For a Night Each Year, the Airwaves Buzz With Morse Code

July 13, 2011
For a Night Each Year, the Airwaves Buzz With Morse Code
POINT REYES NATIONAL SEASHORE, Calif. – It has been a little more than a
decade since the last of the nation’s commercial Morse code radio stations
officially went off the air, as new technology sank a system that had been a
lingua franca of maritime communication since before the Titanic.

But like transmissions that continue to travel through the cosmos long after
their original senders are gone, there are some things that refuse to die.
And on Tuesday, several outposts of Morse code blazed to life again, if only
for a night, with the help of a group of enthusiasts bent on preserving what
they call “the music of Morse,” one key tap at a time.

The occasion was an annual radio reboot known as the Night of Nights, held
every year on the anniversary of the last Morse code broadcast from a
coastal California station in 1999, which included a traditional sign-off
(“We wish you fair winds and following seas”) and more than a few teary-eyed
former radio operators.

On Tuesday, though, some of those old key men were back on the job,
broadcasting from the former headquarters of a marine Morse station in
Northern California, KPH, and joined on air by two other stations outside
Seattle and in Mobile, Ala., all to honor a system that linked the world
long before the Internet, e-mail and Twitter.

“It’s just beeps in the air, but it just meant everything to people,” said
Richard Dillman, a self-described “radio squirrel” who serves as president
of the nonprofit Maritime Radio Historical Society, which sponsors the
event. “And we are the only thing standing.”

Or buzzing, as it were, as more than a dozen volunteers assembled at KPH’s
receiving and transmitting stations, two dusty but rock-solid structures
that are now part of the Point Reyes National Seashore, northwest of San

Closed in 1997, the station’s receiving headquarters is like a living time
capsule, stuffed with communications relics, including Teletype machines,
manual typewriters and rotary phones – and, of course, all manner of
telegraphy keys, ranging from the versions like those used in Samuel Morse’s
time to shiny new models favored by some modern-day ham operators. A dusty
calendar from 1997 still hangs on the wall, as does a copy of the famous
distress call from the Titanic.

Many of the station’s ancient machines were ablaze on Tuesday, spitting out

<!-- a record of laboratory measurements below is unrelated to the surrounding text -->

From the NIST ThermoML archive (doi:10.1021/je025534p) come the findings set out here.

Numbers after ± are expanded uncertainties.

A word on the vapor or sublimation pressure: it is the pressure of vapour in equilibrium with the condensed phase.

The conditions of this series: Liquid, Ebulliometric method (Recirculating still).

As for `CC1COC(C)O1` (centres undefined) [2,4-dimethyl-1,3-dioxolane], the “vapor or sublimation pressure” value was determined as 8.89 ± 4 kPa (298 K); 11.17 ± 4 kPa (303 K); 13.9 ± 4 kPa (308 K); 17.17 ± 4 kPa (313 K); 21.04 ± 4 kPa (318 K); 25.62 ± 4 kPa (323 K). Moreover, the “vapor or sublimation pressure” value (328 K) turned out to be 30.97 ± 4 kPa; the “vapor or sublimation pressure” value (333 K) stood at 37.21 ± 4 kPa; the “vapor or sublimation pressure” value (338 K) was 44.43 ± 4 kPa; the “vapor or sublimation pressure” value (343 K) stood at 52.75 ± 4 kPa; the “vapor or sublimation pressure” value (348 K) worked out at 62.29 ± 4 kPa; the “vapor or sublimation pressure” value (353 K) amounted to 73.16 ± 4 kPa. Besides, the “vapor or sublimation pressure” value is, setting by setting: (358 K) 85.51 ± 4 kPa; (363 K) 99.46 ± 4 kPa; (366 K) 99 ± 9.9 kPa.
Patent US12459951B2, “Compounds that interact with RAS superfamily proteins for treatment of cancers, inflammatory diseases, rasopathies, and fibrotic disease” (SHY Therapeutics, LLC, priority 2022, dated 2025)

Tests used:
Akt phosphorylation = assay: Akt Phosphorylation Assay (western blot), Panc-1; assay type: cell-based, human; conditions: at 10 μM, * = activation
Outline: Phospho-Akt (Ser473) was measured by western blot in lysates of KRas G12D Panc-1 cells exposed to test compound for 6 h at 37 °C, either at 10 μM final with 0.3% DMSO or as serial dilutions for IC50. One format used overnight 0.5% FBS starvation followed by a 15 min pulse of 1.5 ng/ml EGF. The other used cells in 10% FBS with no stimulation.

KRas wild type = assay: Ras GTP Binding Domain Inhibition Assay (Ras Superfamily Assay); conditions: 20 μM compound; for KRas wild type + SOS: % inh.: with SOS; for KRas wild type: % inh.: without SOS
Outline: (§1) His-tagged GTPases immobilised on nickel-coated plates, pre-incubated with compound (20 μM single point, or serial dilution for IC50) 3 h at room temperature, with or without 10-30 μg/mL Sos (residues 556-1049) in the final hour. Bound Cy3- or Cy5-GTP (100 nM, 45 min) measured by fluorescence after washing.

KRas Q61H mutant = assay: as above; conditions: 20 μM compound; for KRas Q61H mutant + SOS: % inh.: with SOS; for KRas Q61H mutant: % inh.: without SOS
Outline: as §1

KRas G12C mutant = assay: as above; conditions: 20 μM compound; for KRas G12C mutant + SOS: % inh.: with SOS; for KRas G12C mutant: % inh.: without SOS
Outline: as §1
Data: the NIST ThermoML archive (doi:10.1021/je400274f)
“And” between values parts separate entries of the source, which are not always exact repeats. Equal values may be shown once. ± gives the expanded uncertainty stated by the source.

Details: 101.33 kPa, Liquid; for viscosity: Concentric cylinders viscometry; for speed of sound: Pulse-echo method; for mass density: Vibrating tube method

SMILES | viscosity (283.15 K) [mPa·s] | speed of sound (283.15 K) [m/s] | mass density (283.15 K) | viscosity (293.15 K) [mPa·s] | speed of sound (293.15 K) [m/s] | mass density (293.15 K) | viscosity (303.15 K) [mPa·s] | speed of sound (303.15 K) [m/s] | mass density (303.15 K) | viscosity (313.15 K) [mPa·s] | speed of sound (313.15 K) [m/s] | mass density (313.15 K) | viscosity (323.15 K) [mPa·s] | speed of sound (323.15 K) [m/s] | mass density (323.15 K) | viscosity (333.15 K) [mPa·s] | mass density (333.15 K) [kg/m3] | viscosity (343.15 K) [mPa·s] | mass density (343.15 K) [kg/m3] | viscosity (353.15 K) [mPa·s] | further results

clicks, whistles, white noise and – of course – dots and dashes. (Or “dits”
and “dahs” as they were often known in the business.)

And at just past midnight Greenwich Mean Time, the first message, tapped out
at breakneck speed by Mr. Dillman, was beamed into the air.

“On this date in 1999 the death of commercial Morse was announced,” it read.
“But Morse still lives.”

The KPH property – an Art Deco cube built between 1929 and 1931 by the Radio
Corporation of America – was acquired by the National Park Service in 1999.
Shortly after that, Mr. Dillman made a remarkable discovery while visiting
the station’s headquarters.

“As I got close to the operators’ room, I started hearing static and hearing
Morse code and ships calling,” Mr. Dillman said. “It was like they had left
20 minutes ago. The voice was gone, but the ears were still on.”

Indeed, KPH had been shuttered, but not completely shut down. Jack Martini,
a former manager at the station, said he had left the receivers on as both a
sign of affection and – he hoped – of possible preservation.

“I loved the place,” said Mr. Martini, 72, who also spent years as a Morse
code operator at KPH. “And it saved the receivers. You turn off the
receivers, you get the moisture in there, and they’re done.”

And so it was that KPH was eventually reborn as KSM and began broadcasting
in Morse a few hours each Saturday, a development that attracted the
attention of other aficionados.

“We’re doing the radio equivalent of Civil War re-enactments,” said Bill
Ruck, one participant on Tuesday.

Another of those drawn in was Dave Wolfe, 62, a longtime enthusiast who had
served as a radio operator in the 1960s and early ’70s, at sea and on land.

“We had eight people in there, almost on roller skates,” Mr. Wolfe recalled.
“You got paid, and reasonably well, for doing what was basically a hobby.”

Not that it was easy work. Operators during Morse’s heyday worked grueling
shifts, staffing stations 24 hours a day as ships sent messages to shore and
vice versa. Experts in the form said the secret was to never count the dots
and dashes, but to listen.

“You had to think of it as a rhythm,” Mr. Martini said. “You had to kind of
be a musician.”

Sure enough, on Tuesday night, the symphony of dits and dahs continued for
hours at the receiving station, as amateur Morse operators from around the
world chimed in to say hello. At the transmitting station, meanwhile,
another crew staffed banks of refurbished and rescued devices, some dating
to World War II and complete with glowing mercury vapor tubes.

“You’re running antiques,” said Steve Hawes, who staffed the control room.
“But we haven’t had anything let off a giant bang or blow up in smoke yet.”

But as the night wore on, the one thing that was not heard was any
commercial traffic, though Mr. Dillman said that occasionally a ship would
still call in during the station’s Saturday hours, wondering how the station
was still alive. But even if the ships did not call, he said, the die-hards
at Point Reyes would continue to listen.

“Even if there were no ships out there, we’d be keeping the faith,” Mr.
Dillman said, before adding, “Of course, it’s thrilling when they call.”

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